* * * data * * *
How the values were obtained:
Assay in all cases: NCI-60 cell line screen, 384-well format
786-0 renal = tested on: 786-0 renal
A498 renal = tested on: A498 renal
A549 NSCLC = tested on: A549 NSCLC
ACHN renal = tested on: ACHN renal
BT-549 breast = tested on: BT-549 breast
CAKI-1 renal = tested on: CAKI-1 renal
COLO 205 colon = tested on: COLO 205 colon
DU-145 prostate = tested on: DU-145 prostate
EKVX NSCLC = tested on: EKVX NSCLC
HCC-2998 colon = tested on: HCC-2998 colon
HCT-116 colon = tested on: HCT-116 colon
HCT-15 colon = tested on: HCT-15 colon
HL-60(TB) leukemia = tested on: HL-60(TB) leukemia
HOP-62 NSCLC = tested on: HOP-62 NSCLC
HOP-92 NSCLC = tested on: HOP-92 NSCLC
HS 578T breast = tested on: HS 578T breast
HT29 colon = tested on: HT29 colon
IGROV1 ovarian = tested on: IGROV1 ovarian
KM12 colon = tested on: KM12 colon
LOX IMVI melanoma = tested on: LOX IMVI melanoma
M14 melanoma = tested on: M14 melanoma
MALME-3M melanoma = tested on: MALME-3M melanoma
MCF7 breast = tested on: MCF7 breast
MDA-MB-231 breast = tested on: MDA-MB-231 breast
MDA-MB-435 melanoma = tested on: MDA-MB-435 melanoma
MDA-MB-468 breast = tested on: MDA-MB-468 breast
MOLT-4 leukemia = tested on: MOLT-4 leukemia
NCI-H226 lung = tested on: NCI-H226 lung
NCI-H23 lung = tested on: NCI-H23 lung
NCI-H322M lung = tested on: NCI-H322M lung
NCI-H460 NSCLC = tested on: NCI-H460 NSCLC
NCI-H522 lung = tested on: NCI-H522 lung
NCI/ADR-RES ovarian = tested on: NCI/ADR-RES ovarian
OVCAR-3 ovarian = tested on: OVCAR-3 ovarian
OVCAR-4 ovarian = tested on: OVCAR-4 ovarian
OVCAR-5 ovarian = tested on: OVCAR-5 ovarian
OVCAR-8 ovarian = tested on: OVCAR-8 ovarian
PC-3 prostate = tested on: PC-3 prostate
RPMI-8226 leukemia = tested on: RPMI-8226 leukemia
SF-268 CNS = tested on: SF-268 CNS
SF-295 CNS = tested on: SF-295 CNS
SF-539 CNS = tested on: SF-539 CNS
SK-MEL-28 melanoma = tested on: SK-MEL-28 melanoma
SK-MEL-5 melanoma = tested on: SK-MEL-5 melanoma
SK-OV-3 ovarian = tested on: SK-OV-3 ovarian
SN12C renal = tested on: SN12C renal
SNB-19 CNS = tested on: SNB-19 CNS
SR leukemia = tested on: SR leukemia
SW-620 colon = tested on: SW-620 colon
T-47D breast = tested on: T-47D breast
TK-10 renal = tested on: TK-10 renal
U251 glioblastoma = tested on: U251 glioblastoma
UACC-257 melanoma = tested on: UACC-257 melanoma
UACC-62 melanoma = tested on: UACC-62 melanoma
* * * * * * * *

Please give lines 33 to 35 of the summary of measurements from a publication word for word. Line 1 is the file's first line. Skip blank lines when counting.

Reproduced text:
NCI-H460 NSCLC = tested on: NCI-H460 NSCLC
NCI-H522 lung = tested on: NCI-H522 lung
NCI/ADR-RES ovarian = tested on: NCI/ADR-RES ovarian